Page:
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Bipartisanship and False Dichotomy

March 16, 2011

A false dichotomy is a logical fallacy whereby someone views things as being black and white with no shades of gray.   As in: a person is either tall or short, honest or a criminal, pro-life or pro-choice.   Reality often doesn’t obey our efforts to categorize things so simply.

A false dichotomy becomes a logical fallacy when we use it in a debate to argue a point.  Nowhere is this more obvious than in politics.   Our politicians must align themselves with the party line or risk having their career stunted.  And votes for critical bills are often divided on party lines.

For example, a Senate vote on March 9th on H.R.1 got a Yes vote by every Republican and No by every Democrat .  Another vote on February 15th was similar.   Now, I’m not saying that every vote goes this way, but many of the important ones do.  Similar things can be seen in our news media.  People like Glenn Beck will promote one parties agenda, to the exclusion of all reason.

When it comes to discussions between friends the attitude is frequently “either you’re a conservative or a liberal”.  Why can’t I be in the middle?  Or mostly liberal with a few conservative points?

By forcing our politicians, friends, and enemies into one of two boxes we are forcing our government and society to never meet in the middle.  To never work together. To never accept that the other side might have a good idea too.  And yet we wonder why the country is so divided.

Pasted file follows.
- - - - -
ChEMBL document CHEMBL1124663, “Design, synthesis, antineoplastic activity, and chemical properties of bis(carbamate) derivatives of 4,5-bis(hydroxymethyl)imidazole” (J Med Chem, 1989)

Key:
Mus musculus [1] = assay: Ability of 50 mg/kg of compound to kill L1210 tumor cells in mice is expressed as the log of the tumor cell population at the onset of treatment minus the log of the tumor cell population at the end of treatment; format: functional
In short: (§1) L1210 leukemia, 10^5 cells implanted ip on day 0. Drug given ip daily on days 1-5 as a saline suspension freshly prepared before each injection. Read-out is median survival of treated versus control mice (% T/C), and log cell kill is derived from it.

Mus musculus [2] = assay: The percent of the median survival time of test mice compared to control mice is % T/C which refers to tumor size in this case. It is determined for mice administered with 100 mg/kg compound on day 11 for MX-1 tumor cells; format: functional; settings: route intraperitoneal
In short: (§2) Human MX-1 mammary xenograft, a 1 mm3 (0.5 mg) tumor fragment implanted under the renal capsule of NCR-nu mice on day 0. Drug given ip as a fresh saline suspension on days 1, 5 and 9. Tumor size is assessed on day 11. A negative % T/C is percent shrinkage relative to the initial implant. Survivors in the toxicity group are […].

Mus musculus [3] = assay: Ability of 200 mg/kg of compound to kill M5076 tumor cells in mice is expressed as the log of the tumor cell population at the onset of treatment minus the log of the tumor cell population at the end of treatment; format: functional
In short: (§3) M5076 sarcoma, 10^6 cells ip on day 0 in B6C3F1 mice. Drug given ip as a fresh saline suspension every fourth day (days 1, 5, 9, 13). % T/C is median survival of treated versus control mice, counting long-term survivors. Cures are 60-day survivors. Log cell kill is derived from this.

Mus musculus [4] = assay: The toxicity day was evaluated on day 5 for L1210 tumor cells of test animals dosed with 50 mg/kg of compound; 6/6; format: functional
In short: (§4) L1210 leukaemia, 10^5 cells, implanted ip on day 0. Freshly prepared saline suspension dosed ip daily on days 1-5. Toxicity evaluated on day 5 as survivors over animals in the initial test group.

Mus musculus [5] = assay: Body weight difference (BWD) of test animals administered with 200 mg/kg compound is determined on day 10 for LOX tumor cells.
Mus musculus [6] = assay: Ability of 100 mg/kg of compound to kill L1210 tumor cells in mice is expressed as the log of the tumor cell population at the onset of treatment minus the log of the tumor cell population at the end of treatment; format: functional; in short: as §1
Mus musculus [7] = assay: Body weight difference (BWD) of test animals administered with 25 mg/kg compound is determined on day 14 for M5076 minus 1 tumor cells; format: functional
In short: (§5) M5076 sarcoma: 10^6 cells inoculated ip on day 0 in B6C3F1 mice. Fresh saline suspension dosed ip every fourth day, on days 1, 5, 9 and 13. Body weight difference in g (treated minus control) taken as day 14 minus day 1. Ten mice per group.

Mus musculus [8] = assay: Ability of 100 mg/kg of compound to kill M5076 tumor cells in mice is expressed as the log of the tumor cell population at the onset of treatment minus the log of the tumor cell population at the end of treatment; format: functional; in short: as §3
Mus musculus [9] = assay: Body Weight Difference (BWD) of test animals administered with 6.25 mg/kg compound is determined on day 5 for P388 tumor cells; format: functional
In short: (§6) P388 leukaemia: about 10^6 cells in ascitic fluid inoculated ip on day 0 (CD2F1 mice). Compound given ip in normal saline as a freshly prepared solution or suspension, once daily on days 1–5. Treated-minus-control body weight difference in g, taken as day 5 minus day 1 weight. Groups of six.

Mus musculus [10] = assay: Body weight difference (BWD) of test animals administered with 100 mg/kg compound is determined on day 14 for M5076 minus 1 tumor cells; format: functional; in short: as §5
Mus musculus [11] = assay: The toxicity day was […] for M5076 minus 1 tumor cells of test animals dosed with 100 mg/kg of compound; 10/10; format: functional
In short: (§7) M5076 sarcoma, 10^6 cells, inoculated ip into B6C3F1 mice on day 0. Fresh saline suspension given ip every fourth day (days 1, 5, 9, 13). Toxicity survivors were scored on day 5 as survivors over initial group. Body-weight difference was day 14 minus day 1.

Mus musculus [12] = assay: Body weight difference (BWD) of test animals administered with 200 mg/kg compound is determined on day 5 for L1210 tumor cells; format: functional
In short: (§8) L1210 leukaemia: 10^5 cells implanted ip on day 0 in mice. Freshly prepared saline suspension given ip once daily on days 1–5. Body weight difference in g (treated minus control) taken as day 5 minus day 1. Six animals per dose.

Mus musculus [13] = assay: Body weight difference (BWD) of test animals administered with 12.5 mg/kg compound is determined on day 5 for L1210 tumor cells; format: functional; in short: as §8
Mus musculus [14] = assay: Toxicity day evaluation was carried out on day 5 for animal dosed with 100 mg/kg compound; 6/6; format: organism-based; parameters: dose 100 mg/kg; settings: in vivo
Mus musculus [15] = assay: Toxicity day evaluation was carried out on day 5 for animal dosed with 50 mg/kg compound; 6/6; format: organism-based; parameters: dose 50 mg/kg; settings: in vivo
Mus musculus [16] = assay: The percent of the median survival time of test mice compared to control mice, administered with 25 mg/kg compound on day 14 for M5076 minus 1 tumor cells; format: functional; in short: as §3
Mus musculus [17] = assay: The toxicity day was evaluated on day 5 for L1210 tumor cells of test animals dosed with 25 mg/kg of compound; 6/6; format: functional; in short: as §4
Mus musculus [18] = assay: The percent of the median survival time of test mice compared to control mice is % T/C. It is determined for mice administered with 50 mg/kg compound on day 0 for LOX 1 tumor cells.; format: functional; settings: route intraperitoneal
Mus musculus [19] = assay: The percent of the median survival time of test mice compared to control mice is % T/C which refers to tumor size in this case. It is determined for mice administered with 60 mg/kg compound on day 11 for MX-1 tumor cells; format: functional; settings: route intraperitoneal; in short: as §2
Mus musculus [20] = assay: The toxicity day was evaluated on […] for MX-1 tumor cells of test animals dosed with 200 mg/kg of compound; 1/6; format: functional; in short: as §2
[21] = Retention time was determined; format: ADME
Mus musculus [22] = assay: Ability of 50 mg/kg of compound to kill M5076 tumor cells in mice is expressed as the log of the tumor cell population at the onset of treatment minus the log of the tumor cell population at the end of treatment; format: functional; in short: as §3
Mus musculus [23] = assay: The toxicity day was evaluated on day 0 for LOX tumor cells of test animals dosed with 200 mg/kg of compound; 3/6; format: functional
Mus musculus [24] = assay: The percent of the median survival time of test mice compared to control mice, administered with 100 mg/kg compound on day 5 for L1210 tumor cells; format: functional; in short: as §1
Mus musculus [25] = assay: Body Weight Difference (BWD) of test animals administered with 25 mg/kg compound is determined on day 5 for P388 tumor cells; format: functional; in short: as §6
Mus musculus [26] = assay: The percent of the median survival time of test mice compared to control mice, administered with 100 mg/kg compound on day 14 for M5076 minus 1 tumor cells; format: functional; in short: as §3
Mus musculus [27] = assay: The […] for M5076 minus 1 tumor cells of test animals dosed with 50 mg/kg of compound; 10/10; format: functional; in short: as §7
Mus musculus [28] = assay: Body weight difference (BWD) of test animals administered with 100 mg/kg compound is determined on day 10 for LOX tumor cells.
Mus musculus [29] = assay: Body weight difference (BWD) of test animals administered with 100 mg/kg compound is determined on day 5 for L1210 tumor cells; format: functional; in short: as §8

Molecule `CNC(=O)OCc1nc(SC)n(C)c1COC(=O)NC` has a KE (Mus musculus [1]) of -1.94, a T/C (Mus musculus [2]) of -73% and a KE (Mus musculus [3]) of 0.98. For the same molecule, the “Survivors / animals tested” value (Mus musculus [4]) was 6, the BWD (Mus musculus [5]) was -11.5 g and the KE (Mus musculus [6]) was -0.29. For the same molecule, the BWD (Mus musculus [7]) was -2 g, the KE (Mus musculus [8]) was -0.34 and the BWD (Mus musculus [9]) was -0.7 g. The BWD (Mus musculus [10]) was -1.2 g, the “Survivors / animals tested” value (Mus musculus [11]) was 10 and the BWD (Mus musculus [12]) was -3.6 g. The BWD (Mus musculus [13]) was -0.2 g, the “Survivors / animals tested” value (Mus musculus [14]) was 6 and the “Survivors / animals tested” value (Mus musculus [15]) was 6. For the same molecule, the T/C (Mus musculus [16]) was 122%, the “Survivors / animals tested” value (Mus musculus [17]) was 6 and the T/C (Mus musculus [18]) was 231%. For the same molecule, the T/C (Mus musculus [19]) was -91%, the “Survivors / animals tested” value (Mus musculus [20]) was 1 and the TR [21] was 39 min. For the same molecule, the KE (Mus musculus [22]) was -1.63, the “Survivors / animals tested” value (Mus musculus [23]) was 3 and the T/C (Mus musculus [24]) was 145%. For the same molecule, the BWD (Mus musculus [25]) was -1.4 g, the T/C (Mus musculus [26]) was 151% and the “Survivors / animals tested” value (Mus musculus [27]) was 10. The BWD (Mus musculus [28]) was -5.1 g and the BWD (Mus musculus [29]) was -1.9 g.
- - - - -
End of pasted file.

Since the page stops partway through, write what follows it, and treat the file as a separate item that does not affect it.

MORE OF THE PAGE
And by forcing myself into a box I must support ideas that I don’t agree simply to remain “in the box”. In essence, to lie to myself and others.  Staying in that box also makes me ignore good ideas from those in the other box.  Call it pride or call it ego, either way it’s stupid, counter productive, and in some ways dishonest.

So how do you fix this?  Hell if I know.  Maybe by seeing everyone as equal.  Or by seeing the good in others while seeing the failings in ourselves.  But I can tell you that it starts at a personal/individual level.  Good luck with that!  Tell me how that works out for you.

I, personally, am mostly in the middle when it comes to most issues.  I’m pro-choice, anti-union, pro-gay, pro-gun, and pro-universal health care.  Although I will be careful to point out that while I’m anti-union, I am most certainly pro-teachers and pro-education.  Most of these issues will become topics for later blog posts, I’m sure.

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One comment

  1. I’m with ya there. I’m having a hard time deciding on unions. I think that both sides in a labor dispute have monetary and personal/pride issues that they feel they must defend in order to retain respect, and their job as a negotiator. So, they always battle to the death over the most trivial matters.

    I learn towards pro-union, because I believe that a corporation inherently self-organizes in its own interest (and because the employees do what their superiors tell them to, because they get paid to do that). Nothing self-organizes the employees in their own self-interest, so I recognize that in SOME cases unions are appropriate. I also acknowledge that both sides abuse their power.



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